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Is it possible to transform this equation to give R? $$y=x\left[\frac{\left(1+\frac{R}{12}\right)^{12\times{25}}}{\frac{R}{12}}-1\right]$$

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I've edited your question. Please check whether it is what you meant to write. I appreciated your handwork, but please use LaTeX in future :) –  Johnny Westerling Oct 9 '12 at 10:06
    
For some basic information about writing math at this site see e.g. here, here, here and here. –  Américo Tavares Oct 9 '12 at 10:21
    
related: math.stackexchange.com/questions/207864/… –  Henry Oct 9 '12 at 11:37

2 Answers 2

Letting $w = \frac y x + 1$ and $r = \frac R {12}$, we are left with inverting $$ w = \frac {(1+r)^{300}} r $$ $$ w = \frac {(1+r)^{300}} {(r^{1/300})^{300}} $$ $$ w^{1/300} = r^{-1/300} + r^{299/300} $$ Letting $z = r^{1/300}$ and multiplying by $z$ we have $$ z^{300} - w^{1/300}z + 1 = 0$$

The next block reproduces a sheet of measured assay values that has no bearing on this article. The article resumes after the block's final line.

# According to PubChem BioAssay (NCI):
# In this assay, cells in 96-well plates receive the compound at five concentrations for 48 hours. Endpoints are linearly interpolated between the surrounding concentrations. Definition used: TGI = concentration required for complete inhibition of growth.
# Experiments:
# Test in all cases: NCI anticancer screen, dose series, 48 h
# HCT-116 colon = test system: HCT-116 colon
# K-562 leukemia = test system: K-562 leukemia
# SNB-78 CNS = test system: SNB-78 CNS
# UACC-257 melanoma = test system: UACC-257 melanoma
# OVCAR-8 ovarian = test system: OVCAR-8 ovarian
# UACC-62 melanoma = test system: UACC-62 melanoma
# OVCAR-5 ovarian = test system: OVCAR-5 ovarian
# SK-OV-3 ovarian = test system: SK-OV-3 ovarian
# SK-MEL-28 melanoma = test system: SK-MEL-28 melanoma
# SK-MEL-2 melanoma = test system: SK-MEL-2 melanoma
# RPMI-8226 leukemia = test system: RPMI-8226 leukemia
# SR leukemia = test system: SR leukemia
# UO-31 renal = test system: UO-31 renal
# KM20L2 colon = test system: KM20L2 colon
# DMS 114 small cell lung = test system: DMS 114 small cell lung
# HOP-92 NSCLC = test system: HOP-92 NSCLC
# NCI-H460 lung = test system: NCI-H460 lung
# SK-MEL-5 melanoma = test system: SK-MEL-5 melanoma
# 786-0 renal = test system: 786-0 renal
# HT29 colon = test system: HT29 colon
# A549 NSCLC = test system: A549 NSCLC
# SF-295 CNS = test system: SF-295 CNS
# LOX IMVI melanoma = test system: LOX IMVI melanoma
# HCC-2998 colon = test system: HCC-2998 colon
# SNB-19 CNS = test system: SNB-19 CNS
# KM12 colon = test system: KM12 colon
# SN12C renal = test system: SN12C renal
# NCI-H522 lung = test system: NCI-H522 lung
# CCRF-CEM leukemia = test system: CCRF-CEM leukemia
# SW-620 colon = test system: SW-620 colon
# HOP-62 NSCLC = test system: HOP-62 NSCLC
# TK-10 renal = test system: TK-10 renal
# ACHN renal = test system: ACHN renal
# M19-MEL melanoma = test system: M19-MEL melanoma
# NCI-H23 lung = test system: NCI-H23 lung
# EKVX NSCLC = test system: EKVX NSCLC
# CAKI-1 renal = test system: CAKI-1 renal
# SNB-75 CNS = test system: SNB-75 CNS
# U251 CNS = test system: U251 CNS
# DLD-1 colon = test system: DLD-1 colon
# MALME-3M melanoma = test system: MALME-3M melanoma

This is a trinomial equation of degree 300 in a form similar to Glasser's form, which you can read about here. (You can get Glasser's form exactly by substituting $z$ with $cz$ with an appropriate constant $c$, dependent on $w$ of course.)

The answer's not pretty. You might be better off solving it numerically.

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You could rewrite like $\frac{R}{12}\left(\frac yx+1\right)-\sum_{k=0}^{12\times 25}\binom{12\times 25}{k}\left(\frac R{12}\right)^k=0$, but to my knownledge, there is no general way to solve that other than numerical.

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